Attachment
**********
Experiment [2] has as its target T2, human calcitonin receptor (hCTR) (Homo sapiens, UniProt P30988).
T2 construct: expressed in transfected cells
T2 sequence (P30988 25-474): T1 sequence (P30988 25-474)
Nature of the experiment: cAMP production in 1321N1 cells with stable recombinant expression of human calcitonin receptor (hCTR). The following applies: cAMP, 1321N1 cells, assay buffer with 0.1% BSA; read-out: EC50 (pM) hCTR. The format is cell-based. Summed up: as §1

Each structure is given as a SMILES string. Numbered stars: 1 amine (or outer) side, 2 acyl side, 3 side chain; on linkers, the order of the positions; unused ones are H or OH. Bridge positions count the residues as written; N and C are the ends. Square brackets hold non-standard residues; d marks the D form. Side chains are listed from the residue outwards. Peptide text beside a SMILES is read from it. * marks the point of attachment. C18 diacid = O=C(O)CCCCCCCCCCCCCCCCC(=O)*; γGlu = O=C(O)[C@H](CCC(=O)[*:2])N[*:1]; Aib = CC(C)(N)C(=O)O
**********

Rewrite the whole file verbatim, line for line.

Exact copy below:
Experiment [2] has as its target T2, human calcitonin receptor (hCTR) (Homo sapiens, UniProt P30988).
T2 construct: expressed in transfected cells
T2 sequence (P30988 25-474): T1 sequence (P30988 25-474)
Nature of the experiment: cAMP production in 1321N1 cells with stable recombinant expression of human calcitonin receptor (hCTR). The following applies: cAMP, 1321N1 cells, assay buffer with 0.1% BSA; read-out: EC50 (pM) hCTR. The format is cell-based. Summed up: as §1

Each structure is given as a SMILES string. Numbered stars: 1 amine (or outer) side, 2 acyl side, 3 side chain; on linkers, the order of the positions; unused ones are H or OH. Bridge positions count the residues as written; N and C are the ends. Square brackets hold non-standard residues; d marks the D form. Side chains are listed from the residue outwards. Peptide text beside a SMILES is read from it. * marks the point of attachment. C18 diacid = O=C(O)CCCCCCCCCCCCCCCCC(=O)*; γGlu = O=C(O)[C@H](CCC(=O)[*:2])N[*:1]; Aib = CC(C)(N)C(=O)O